Vicarious Liability in Florida: When are You Liable for Your Employee’s Actions?
It’s widely known that there are cases where you as the employer can be held responsible for your employee’s actions while they are on the clock. However, there may be select scenarios where you could be held liable even if the act happened outside of their normal job duties.
The legal theory of vicarious liability means an employer can be held responsible for the actions or negligent acts that are committed by someone else. In this case, it would be an employee. There are also scenarios where independent contractors and volunteers may be deemed employees for the purposes of vicarious liability.
It’s important to take proper precautions to minimize your company’s liability as much as possible. Liability laws can be complex and difficult to understand, especially in vicarious liability situations. Speaking with a knowledgeable West Palm Beach employment and labor law attorney who can explain the entire process can help to minimize your risk.
When is an Employer Liable for an Employee’s Actions?
As the employer, you can be held vicariously liable for your employee’s actions if the act was committed within the course and scope of their employment, or if it was outside the course of employment but furthered the employer’s interests or purpose.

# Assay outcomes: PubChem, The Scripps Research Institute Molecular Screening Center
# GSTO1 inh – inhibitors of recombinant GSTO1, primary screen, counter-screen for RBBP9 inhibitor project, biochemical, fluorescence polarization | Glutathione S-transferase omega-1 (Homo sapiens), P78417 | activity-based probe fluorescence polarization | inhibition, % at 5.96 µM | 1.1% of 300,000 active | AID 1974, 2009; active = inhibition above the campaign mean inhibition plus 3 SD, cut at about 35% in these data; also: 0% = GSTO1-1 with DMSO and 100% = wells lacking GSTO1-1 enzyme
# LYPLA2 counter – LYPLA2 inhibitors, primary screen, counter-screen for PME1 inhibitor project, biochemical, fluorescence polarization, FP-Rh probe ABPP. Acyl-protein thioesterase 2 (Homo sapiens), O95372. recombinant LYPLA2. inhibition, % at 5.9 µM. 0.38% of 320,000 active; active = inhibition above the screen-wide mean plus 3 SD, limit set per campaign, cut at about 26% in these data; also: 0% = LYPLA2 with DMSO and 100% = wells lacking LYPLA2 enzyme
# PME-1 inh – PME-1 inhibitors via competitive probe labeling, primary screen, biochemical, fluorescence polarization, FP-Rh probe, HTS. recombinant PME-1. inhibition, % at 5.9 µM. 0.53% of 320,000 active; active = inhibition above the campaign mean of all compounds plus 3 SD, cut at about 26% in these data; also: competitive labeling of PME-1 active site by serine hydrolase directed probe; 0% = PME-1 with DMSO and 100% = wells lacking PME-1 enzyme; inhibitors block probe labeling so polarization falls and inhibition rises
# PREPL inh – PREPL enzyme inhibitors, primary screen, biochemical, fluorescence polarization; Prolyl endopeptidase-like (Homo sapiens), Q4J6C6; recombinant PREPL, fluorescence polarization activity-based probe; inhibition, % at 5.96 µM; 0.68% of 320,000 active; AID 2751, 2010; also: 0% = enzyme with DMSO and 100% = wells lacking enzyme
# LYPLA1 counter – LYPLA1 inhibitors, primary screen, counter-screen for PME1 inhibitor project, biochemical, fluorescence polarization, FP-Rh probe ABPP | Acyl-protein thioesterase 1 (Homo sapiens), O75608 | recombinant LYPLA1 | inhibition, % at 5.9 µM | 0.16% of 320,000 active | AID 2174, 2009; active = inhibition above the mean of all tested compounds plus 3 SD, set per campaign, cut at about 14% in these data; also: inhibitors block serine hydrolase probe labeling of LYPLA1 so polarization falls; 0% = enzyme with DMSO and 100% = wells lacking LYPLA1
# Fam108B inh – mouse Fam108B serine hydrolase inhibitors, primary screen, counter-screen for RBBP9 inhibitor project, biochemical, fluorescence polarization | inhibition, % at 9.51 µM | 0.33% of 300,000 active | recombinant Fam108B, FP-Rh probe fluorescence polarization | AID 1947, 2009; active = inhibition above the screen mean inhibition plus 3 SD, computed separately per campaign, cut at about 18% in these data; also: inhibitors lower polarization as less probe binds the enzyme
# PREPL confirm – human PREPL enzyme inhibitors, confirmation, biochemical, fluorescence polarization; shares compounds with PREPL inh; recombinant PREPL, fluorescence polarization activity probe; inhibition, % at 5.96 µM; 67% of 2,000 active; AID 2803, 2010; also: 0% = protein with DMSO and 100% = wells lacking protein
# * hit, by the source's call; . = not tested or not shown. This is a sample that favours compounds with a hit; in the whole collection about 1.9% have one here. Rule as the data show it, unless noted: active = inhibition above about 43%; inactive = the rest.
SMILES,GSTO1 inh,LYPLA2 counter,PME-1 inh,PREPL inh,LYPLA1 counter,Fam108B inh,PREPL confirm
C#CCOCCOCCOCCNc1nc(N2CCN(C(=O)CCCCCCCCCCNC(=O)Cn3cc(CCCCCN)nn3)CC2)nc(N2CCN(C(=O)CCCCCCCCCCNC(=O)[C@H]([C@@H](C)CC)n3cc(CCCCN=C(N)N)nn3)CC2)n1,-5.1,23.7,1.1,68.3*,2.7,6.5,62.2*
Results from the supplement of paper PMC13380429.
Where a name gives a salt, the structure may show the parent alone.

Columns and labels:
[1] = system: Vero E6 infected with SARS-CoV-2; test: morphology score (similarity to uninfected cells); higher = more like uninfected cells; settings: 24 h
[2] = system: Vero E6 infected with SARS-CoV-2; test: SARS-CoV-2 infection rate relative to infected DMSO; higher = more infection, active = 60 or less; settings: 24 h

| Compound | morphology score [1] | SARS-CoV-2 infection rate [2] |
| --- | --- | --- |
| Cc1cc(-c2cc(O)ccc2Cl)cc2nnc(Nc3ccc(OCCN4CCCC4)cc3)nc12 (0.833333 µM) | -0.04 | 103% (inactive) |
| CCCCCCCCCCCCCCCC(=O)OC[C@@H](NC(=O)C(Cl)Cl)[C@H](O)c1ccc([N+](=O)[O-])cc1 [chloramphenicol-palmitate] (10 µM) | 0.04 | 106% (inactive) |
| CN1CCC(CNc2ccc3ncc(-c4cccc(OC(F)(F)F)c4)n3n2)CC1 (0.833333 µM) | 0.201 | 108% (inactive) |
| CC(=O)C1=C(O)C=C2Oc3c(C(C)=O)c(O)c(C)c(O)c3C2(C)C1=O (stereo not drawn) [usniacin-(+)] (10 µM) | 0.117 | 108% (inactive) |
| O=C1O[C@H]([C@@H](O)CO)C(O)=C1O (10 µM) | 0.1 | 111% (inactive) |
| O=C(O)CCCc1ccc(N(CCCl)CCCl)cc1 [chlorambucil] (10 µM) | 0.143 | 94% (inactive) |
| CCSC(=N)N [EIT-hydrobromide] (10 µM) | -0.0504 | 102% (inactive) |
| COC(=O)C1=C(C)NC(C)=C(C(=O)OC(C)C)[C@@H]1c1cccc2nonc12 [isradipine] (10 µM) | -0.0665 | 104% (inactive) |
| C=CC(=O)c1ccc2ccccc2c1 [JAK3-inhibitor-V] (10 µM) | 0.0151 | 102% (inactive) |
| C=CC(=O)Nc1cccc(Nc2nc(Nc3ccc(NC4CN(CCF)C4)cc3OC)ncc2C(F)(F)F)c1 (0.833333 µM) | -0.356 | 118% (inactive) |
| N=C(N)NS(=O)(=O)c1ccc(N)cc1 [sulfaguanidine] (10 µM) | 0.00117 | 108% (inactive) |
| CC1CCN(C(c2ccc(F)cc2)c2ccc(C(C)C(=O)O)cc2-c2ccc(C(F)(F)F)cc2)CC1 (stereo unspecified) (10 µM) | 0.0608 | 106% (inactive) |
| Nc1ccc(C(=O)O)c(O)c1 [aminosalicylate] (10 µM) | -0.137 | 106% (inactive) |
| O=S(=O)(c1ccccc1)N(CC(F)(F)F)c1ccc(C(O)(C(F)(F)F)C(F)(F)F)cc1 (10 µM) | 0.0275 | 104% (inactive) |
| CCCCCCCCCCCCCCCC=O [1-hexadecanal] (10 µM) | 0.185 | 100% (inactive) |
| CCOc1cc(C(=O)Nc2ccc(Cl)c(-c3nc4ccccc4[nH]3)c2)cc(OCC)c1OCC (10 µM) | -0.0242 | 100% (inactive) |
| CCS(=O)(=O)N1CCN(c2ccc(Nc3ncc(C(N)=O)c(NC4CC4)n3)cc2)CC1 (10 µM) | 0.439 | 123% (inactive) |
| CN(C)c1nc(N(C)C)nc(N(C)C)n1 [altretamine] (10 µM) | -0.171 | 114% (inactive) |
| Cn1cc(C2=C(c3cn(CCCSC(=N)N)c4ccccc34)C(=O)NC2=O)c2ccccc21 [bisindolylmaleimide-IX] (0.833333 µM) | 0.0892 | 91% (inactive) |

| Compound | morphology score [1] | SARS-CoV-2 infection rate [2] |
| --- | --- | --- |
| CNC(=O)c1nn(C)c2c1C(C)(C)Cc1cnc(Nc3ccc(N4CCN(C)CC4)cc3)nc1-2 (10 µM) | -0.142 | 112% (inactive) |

Vicarious liability claims are common with auto accidents where the negligent driver was a commercial driver on duty at the time. If your delivery driver caused an accident on the way to a scheduled delivery, you could be liable for their actions. However, if they were already clocked out for the day and headed on a personal errand, the plaintiff would have a more difficult time holding you as the employer liable.
There are other situations where you may not realize the company could be liable. Perhaps you sent your secretary out to run a company errand, but this is not a normal component of his or her job duties. The company could still be liable for their negligence since they were on business for the company.
Negligent Hiring or Retention
Employers can also be held liable for the negligent hiring or retention of an employee. The main difference between the two is when you became aware of the employee’s unfitness. With negligent hiring, the plaintiff must show you were required to investigate the employee and failed to do so. The results of an investigation would’ve revealed the employee’s unsuitability, and it is deemed unreasonable that this person was hired. If you did the appropriate background and criminal checks, interviewed the employee, checked their driver’s license record, asked questions on the application, etc., then there is no presumption that you’re liable for negligent hiring.
With negligent retention, the plaintiff is required to show you became aware of the employee’s unsuitability, and you failed to take the appropriate action like investigating, terminating the employee, or reassigning them.
Retaining a Florida Employment and Labor Law Attorney
At Pincus & Currier LLP in West Palm Beach we represent employers against a number of torts, including workers’ compensation retaliation, unpaid wage claims, defamation, negligent hiring or retention, workplace discrimination, and more. Contact our office at 561-868-1340 to schedule a consultation.